For example, the first track, "The Morning Paper," opens for several bars with singular, repetitive, dissonant notes on an accoustic guitar, against a dull low buzzing backdrop, and then Bill's voice, sounding tentative and slightly disoriented, comes in for just a few lines...his character wakes up logily and, not finding compelling reason to fully come to consciousness, capitulates to lethargy to "roll right over/and go to sleep/the evening sun/can be so sweet.
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6 of 6 people found the following review helpful By "gapskank76" on May 9, 2000
Format: Audio CD
I cant say that this is Smog's (Bill Callahan or whatever his name is) best work because like so many, I have really only discovered Smog in the last few months. Of the 4 records Ive heard, Red Apple Falls is the best. These songs are great and what's more... they are accessable. Much of Smog's early work was a bit formless and avant-garde for my tastes, but this borders on a straight ahead pop album.
Smog's songs in general are melancholic tales of the absurd, much like those of Leonard Cohen or Tom Waits. This CD is no exception. I would say, based on what Ive heard, that this would be an excellent place to start if you are thinking about picking up some Smog.
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4 of 4 people found the following review helpful By Jacob Marshall on March 28, 2000
Format: Audio CD
Bill Callahan never fails to amaze me, this in my mind is the best Smog album that i've heard. A concept album of sorts that details the end of a relationship (his previous LP, The Doctor Came at Dawn seemed to deal with a relationship breaking up while this album is a reflective look back on the affair.) Reminiscent of Lou Reed's Berlin, and at times Leonard Cohen (especially on the track Blood Red Bird) Red Apple Falls gets to the heart of the pain and loss of a love affair ending, the track Red Apples in particular. Simple, sparse and delicate, Bill Callahan is arguably the best balladeer living today.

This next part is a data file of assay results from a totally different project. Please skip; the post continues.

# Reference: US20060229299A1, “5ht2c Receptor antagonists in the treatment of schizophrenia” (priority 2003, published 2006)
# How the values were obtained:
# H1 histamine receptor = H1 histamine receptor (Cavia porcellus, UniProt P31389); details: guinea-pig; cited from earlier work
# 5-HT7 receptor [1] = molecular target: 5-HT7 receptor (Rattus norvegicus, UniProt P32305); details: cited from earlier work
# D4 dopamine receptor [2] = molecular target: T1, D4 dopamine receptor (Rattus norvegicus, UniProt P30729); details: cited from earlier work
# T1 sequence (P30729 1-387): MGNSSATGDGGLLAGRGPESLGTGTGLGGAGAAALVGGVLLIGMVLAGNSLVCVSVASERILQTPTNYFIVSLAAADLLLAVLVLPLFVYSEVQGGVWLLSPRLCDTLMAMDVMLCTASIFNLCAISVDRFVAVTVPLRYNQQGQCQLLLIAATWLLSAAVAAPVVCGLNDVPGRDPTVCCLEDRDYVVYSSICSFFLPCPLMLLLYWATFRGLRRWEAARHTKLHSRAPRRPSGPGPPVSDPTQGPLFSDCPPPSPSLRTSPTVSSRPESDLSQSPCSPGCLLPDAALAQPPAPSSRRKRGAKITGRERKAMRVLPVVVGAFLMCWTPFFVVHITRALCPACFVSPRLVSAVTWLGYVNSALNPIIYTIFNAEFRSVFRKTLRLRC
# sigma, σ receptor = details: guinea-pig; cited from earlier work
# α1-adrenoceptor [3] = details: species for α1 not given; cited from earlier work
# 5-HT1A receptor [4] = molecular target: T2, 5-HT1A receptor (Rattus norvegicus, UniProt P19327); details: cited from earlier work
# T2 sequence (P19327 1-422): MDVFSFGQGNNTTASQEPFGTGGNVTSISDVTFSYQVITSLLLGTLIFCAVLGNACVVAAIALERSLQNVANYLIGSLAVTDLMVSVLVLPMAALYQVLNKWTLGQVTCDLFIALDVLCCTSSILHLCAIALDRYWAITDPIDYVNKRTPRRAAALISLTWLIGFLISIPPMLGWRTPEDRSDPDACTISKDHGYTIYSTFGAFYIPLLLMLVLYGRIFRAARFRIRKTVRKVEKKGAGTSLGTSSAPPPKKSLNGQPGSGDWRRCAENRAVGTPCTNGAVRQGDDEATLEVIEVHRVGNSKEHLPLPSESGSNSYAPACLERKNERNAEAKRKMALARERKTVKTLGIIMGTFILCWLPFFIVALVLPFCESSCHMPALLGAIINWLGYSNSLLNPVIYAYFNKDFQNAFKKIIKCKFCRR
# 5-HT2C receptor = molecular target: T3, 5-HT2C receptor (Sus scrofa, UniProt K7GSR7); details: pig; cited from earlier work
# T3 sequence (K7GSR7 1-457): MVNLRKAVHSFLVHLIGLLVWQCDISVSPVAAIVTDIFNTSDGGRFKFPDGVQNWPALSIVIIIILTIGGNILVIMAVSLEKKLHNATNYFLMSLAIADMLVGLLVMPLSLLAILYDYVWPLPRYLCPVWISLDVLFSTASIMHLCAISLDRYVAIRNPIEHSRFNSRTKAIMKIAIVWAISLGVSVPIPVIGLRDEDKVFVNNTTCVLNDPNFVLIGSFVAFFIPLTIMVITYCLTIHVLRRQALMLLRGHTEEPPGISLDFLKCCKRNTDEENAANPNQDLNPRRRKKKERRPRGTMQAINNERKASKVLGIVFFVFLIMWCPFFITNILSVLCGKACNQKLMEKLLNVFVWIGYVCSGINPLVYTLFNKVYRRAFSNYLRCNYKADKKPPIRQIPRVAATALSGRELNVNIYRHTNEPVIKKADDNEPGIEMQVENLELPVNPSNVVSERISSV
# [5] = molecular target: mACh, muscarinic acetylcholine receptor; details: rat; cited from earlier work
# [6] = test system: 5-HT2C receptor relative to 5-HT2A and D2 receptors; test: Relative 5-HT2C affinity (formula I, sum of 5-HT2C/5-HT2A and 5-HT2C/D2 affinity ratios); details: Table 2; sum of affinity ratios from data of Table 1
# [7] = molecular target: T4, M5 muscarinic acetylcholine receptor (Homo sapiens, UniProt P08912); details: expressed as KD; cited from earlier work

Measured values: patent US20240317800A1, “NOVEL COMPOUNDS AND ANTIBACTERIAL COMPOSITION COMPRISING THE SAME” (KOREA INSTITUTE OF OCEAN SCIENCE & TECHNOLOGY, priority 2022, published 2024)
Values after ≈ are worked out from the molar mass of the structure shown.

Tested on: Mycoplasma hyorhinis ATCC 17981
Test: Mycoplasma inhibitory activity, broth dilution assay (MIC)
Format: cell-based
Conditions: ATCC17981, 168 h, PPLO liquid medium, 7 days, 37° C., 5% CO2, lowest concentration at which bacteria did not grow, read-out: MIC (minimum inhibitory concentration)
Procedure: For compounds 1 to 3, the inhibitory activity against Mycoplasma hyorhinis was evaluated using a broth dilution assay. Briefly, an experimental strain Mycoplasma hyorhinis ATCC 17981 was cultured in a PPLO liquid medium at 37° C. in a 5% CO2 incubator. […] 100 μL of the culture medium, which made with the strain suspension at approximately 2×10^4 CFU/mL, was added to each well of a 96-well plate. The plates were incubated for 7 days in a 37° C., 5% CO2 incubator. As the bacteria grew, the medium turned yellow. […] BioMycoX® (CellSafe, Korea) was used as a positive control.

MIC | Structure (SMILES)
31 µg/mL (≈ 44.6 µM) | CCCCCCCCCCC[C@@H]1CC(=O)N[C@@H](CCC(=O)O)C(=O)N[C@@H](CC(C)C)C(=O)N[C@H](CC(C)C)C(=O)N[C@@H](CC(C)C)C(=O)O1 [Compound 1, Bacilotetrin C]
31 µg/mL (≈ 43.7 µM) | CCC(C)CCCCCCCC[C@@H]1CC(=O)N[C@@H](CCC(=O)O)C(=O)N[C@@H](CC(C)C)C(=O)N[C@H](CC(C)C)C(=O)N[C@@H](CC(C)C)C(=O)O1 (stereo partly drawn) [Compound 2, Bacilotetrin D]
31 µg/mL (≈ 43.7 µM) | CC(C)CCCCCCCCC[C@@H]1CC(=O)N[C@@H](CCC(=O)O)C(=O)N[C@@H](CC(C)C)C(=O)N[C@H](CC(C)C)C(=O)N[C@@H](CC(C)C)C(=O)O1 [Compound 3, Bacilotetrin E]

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3 of 3 people found the following review helpful By Hippie Smell on June 26, 2003
Format: Audio CD
I own just about all of the official Smog releases from the gritty home tape recordings, to the newer albums that will keep some steady friends around. This is by far the best (Smog) album that I've heard. Think Leonard Cohen meets The VU w/a touch of beautiful pedal steel over the top of it all. This album really is amazing and it embraces all of the different stylings that Bill Callahan employs throughout all of his works. From violent pop songs set over a cheary beat (ala Ex Con), to the isolated and introspectiveness w/a gritty sense of humor (es Stranger). This album really hits home. The one thing that may annoy new comers to this album is the heavy handedness of all the symbolism that reoccurs throughout the album. To me it's perfect but to others it can possibley ware you down. If you get this album and are looking for more Smog to listen to then the next logical step is Knock Knock. If you own Knock Knock and want more of the same then pick this one up.